Gay Rights in Russia - Alekseyev v Russia update

Today, at the first of its quarterly meetings to supervise the execution of judgments of the European Court of Human Rights (1164DH meeting), the Committee of Ministers of the Council of Europe will consider compliance by the Russian Federation with the Court's judgment in Alekseyev v Russia

In Alekseyev v Russia, delivered in October 2010, the First Section of the Court held that the repeated refusal to allow the applicant a permit to hold a 'gay rights' parade violated his rights under Articles 11, 13 and 14 of the European Convention on Human Rights. The judgment represents the most significant statement on the rights of sexual minorities to freedom of assembly under Article 11 of the Convention. 

Previous consideration of Alekseyev by the Committee of Ministers

At its meeting in June 2011 the Committee of Ministers placed the judgment under 'enhanced supervision' and has since twice considered the Russian government's response to the individual and general measures required by the Court. The Committee of Ministers did not accept that the Russian Government's response, originally outlined in its submission of 13th October 2010, satisfactorily complied with the judgment.

At its 6th June 2012 meeting the Committee of Ministers:

  • "noted [...] with concern that since the Court’s judgment, the applicant was not able to organise the Gay Pride marches in Moscow and invited the Russian authorities to provide detailed information on the reasons thereof;
  • expressed concerns with regard to different laws on prohibiting propaganda of homosexuality to minors adopted in different regions of the Russian Federation and invited the Russian authorities to clarify how these laws could be compatible with the Court’s conclusions made in the present judgment."

At its 26th September 2012 meeting the Committee of Ministers:

  • "took note of the information and statistics provided by the Russian authorities according to which out of the total number of notifications submitted in respect of events similar to those envisaged by the applicant, only a very limited number of such events could effectively take place;
  • noted in this respect that in the vast majority of cases, the competent authorities, in particular in Moscow, refused to agree the time and place for such events, and that the information provided does not allow the Committee to satisfy itself that these decisions were based on a thorough and objective assessment of the situation as required by the Court’s judgment;
  • reiterated in this context their concerns as regards the use of regional laws prohibiting propaganda of homosexuality among minors to refuse events similar to those concerned by the judgment;
  • observed that this situation calls for further general measures, in particular those regarding the training and awareness raising of the authorities responsible for handling the notifications for holding public events, and invited the Russian authorities to submit a comprehensive action plan in this respect;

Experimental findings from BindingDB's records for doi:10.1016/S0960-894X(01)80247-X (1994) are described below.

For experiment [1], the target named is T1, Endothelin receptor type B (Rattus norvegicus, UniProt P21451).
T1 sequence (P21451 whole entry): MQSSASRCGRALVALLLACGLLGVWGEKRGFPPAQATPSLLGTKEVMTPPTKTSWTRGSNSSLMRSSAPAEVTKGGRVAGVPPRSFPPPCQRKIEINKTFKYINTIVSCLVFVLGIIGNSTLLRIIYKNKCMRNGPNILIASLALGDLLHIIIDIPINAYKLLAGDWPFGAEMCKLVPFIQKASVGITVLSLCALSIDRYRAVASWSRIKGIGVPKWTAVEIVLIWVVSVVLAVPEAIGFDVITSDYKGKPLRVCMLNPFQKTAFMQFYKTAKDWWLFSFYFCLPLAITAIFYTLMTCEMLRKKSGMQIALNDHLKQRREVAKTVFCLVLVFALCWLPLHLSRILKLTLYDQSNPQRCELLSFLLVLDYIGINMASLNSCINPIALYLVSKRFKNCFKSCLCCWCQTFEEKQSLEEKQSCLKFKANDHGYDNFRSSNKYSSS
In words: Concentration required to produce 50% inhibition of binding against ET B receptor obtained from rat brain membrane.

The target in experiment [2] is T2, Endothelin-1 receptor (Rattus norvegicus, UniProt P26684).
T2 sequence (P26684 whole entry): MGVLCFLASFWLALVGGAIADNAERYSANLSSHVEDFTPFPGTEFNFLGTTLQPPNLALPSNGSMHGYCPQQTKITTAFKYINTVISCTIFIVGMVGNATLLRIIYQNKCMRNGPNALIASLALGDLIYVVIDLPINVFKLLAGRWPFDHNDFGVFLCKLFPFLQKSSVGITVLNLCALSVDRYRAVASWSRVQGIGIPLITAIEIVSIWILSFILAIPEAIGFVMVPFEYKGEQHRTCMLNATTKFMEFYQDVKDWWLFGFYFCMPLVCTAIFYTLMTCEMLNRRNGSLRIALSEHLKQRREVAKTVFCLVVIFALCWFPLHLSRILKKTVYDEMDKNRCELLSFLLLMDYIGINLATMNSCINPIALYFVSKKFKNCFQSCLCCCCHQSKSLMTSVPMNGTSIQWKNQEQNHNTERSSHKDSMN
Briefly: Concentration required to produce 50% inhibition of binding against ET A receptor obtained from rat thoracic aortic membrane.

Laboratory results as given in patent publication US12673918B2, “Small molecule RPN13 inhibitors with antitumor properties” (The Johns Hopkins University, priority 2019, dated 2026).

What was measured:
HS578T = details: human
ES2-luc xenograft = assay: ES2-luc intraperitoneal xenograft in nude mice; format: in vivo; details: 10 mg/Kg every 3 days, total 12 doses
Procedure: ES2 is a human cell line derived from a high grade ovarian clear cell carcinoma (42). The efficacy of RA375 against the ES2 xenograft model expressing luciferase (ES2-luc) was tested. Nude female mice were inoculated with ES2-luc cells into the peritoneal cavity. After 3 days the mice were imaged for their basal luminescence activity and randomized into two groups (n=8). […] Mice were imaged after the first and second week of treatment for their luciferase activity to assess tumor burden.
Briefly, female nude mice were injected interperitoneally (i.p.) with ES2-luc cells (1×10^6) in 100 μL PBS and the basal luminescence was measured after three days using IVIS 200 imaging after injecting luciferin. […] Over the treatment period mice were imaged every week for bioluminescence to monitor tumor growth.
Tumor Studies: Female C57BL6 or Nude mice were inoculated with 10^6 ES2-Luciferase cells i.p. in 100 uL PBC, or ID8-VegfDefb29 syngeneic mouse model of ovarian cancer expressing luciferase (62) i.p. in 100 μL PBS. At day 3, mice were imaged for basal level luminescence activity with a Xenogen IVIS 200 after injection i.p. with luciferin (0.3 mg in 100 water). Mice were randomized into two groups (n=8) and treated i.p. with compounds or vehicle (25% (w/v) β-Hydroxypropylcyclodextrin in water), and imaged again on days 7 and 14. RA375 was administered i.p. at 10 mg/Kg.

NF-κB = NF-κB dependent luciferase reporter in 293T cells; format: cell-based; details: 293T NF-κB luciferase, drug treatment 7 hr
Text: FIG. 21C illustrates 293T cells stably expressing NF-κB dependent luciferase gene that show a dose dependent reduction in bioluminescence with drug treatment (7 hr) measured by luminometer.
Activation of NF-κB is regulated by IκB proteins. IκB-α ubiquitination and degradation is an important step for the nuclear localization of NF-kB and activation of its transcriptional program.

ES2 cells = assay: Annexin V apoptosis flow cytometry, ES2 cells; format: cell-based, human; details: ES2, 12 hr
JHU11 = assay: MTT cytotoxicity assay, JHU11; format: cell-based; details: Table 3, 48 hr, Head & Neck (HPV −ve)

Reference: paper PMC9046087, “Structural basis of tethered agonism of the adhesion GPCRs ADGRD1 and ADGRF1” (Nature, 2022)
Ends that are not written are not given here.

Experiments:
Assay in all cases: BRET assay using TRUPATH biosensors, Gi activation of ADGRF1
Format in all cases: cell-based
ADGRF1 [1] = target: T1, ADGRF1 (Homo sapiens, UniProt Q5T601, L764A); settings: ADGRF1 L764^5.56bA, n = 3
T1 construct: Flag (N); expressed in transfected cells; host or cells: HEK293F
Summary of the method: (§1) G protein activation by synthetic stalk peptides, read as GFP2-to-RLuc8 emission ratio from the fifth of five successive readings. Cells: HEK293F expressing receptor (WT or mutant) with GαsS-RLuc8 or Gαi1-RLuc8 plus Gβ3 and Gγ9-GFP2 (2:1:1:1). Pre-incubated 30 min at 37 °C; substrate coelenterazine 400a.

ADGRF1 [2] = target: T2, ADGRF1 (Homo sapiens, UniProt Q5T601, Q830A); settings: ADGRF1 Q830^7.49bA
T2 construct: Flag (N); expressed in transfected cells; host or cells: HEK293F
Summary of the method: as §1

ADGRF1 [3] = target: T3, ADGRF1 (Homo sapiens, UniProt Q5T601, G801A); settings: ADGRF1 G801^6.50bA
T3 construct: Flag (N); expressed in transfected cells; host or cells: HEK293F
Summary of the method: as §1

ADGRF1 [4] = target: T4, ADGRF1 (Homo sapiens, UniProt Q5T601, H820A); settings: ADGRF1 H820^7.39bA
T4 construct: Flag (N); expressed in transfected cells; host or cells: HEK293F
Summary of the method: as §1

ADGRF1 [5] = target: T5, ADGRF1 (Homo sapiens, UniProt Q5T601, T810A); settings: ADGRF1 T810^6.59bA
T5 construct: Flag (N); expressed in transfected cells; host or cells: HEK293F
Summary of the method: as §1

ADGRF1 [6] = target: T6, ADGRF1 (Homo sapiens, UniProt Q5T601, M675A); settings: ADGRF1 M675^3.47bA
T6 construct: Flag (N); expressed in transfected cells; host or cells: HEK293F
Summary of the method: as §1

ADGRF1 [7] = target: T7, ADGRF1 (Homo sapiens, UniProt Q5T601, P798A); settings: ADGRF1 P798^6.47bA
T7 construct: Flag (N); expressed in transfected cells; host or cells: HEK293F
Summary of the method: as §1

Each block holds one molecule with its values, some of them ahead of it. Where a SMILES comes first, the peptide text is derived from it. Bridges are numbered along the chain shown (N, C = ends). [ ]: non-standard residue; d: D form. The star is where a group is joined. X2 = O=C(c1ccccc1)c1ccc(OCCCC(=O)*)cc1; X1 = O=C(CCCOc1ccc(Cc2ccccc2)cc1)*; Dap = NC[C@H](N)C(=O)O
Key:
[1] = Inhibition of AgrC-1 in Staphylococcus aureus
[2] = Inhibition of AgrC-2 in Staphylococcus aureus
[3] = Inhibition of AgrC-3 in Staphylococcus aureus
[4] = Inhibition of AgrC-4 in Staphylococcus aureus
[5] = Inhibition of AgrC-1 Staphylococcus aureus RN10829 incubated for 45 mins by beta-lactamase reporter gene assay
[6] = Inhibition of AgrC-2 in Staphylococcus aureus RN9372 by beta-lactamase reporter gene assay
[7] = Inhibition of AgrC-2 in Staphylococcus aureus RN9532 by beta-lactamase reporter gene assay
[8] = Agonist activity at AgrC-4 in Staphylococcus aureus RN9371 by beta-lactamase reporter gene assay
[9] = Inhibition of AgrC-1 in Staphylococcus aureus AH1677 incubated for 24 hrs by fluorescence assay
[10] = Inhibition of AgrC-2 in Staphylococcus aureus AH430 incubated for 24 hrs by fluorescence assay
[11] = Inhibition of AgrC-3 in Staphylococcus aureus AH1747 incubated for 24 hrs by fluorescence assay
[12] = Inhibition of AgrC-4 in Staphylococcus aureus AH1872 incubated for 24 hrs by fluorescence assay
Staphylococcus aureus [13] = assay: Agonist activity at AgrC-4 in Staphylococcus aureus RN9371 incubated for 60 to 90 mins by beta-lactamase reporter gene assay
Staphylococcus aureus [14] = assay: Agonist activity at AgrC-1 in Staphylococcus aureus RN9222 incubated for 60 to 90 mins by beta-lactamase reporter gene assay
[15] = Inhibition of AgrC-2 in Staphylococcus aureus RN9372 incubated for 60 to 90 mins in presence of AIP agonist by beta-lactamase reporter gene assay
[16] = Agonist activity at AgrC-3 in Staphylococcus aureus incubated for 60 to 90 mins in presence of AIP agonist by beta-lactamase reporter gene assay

• observed further that the domestic remedy referred to by the Russian authorities may not provide adequate redress in all circumstances as required by the Convention and consequently invited the Russian authorities to adopt the necessary measures, through legislative action if need be."

What the Committee of Ministers will consider at its meeting starting today

The Committee of Ministers will continue its consideration of two inter-related issues in respect of the Alekseyev judgment: the continuing denial of permits to hold gay rights marches in Russia, and the proliferation of law prohibiting 'homosexual propaganda' to minors. 

In respect of the propaganda laws, nine regions of the Russian Federation have now passed laws that provide for the regulation of 'propaganda of homosexuality among minors'. The State Duma passed a federal version of the law at First Reading in January 2013.

The Russian Federation has submitted an updated action plan for consideration by the Committee of Ministers. In this plan, the Russian government submit that:

  • "where organizers of public events in question agreed their actions with the authories, trying to act within the framework of the lawful procedures as well as to comply with the rights and interests of other persons, such events were actually held, including Moscow."
  • "the implementation of the Laws against propaganda of homosexuality among minors demonstrates the clear and unequivocal character of the said laws' provisions as well as the well-balanced approach used by the authorities while applying these provisions. The existing cases of bringing to administrative responsibility or refusals to agree the time and venue for holding public events, based on the prohibition of homosexual propaganda among minors, bear a sporadic character and do not demonstrate any inappropriate limitation of citizens' freedom of assemble and association."

Three NGOs have submitted documentation which contest the government's claims that gay rights marches are able to take place in Russia and that propaganda laws do not interfere with Convention rights of assembly and association:

I will report on the outcome of the Committee of Ministers deliberations in due course.

My analysis of Alekseyev v Russia can be found in Human Rights Law Review or on the website of the Inter-American Court of Human Rights: 

And my comment on Russia's 'homosexual propaganda' laws can be found in Jurist